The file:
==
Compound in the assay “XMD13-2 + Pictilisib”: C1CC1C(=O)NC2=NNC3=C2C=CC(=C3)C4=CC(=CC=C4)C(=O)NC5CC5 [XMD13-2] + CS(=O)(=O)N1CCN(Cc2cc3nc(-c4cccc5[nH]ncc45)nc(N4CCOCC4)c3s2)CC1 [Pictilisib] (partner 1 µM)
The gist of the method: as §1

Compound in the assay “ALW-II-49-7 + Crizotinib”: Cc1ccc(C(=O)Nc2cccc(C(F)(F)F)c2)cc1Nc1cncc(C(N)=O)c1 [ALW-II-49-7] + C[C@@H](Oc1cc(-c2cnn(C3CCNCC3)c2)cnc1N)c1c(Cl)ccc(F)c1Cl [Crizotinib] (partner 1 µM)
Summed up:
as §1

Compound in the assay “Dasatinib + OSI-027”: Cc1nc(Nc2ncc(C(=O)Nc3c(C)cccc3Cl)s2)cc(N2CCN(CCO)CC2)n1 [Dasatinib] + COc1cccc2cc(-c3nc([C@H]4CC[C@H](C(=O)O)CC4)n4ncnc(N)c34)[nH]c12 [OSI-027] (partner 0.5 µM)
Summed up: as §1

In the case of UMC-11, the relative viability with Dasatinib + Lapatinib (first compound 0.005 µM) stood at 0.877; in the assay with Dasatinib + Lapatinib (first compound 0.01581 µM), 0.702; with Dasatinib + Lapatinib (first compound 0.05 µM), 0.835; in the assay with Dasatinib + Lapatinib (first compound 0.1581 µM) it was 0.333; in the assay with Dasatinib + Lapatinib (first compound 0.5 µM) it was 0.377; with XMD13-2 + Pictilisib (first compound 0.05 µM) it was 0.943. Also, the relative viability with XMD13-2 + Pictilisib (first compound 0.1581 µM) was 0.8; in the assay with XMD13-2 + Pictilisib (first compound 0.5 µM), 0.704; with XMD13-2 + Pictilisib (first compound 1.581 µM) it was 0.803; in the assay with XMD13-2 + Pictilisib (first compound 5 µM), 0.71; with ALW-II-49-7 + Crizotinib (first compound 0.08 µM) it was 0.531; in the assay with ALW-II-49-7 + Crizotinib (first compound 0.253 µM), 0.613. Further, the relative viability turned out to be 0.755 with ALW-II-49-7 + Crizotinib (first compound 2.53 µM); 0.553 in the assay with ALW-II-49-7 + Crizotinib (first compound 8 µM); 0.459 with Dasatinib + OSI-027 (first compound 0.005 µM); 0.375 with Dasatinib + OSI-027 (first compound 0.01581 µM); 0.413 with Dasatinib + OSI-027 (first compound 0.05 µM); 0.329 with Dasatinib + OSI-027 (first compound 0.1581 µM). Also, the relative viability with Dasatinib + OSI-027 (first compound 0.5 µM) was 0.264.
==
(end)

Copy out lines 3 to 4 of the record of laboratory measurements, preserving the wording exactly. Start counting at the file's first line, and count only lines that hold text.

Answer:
Compound in the assay “ALW-II-49-7 + Crizotinib”: Cc1ccc(C(=O)Nc2cccc(C(F)(F)F)c2)cc1Nc1cncc(C(N)=O)c1 [ALW-II-49-7] + C[C@@H](Oc1cc(-c2cnn(C3CCNCC3)c2)cnc1N)c1c(Cl)ccc(F)c1Cl [Crizotinib] (partner 1 µM)
Summed up: